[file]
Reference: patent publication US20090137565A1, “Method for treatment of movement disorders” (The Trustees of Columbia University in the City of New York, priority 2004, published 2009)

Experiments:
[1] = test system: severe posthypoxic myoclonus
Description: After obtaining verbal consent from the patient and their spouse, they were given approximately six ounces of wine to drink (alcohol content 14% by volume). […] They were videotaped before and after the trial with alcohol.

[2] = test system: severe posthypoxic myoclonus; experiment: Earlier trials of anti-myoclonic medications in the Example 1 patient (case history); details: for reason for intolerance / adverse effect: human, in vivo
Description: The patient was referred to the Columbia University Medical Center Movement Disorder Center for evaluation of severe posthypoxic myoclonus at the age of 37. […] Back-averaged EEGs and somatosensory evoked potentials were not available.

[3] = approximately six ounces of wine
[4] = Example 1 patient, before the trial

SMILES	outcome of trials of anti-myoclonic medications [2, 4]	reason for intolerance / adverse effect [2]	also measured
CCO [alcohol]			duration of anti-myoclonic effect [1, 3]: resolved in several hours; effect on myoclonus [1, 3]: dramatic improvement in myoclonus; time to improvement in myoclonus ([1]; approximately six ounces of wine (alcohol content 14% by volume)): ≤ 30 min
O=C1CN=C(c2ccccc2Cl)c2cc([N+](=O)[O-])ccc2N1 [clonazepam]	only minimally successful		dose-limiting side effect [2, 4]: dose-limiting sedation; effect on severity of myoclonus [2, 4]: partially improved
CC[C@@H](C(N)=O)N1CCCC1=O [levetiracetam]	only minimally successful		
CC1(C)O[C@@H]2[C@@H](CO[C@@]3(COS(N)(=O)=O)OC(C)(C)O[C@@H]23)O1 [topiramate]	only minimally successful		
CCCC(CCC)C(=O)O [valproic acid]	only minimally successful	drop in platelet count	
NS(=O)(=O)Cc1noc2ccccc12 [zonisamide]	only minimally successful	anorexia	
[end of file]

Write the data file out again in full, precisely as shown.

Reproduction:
Reference: patent publication US20090137565A1, “Method for treatment of movement disorders” (The Trustees of Columbia University in the City of New York, priority 2004, published 2009)

Experiments:
[1] = test system: severe posthypoxic myoclonus
Description: After obtaining verbal consent from the patient and their spouse, they were given approximately six ounces of wine to drink (alcohol content 14% by volume). […] They were videotaped before and after the trial with alcohol.

[2] = test system: severe posthypoxic myoclonus; experiment: Earlier trials of anti-myoclonic medications in the Example 1 patient (case history); details: for reason for intolerance / adverse effect: human, in vivo
Description: The patient was referred to the Columbia University Medical Center Movement Disorder Center for evaluation of severe posthypoxic myoclonus at the age of 37. […] Back-averaged EEGs and somatosensory evoked potentials were not available.

[3] = approximately six ounces of wine
[4] = Example 1 patient, before the trial

SMILES	outcome of trials of anti-myoclonic medications [2, 4]	reason for intolerance / adverse effect [2]	also measured
CCO [alcohol]			duration of anti-myoclonic effect [1, 3]: resolved in several hours; effect on myoclonus [1, 3]: dramatic improvement in myoclonus; time to improvement in myoclonus ([1]; approximately six ounces of wine (alcohol content 14% by volume)): ≤ 30 min
O=C1CN=C(c2ccccc2Cl)c2cc([N+](=O)[O-])ccc2N1 [clonazepam]	only minimally successful		dose-limiting side effect [2, 4]: dose-limiting sedation; effect on severity of myoclonus [2, 4]: partially improved
CC[C@@H](C(N)=O)N1CCCC1=O [levetiracetam]	only minimally successful		
CC1(C)O[C@@H]2[C@@H](CO[C@@]3(COS(N)(=O)=O)OC(C)(C)O[C@@H]23)O1 [topiramate]	only minimally successful		
CCCC(CCC)C(=O)O [valproic acid]	only minimally successful	drop in platelet count	
NS(=O)(=O)Cc1noc2ccccc12 [zonisamide]	only minimally successful	anorexia	